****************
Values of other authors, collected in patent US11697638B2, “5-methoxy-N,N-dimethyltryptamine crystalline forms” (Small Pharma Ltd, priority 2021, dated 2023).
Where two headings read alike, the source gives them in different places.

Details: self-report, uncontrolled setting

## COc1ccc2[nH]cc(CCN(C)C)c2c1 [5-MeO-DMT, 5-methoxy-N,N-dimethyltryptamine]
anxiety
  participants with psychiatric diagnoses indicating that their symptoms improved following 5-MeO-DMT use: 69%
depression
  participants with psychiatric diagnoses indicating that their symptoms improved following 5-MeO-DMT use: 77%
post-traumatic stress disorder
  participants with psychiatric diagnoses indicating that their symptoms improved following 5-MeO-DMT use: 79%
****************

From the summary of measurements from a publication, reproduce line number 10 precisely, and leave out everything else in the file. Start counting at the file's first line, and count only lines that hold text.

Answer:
  participants with psychiatric diagnoses indicating that their symptoms improved following 5-MeO-DMT use: 79%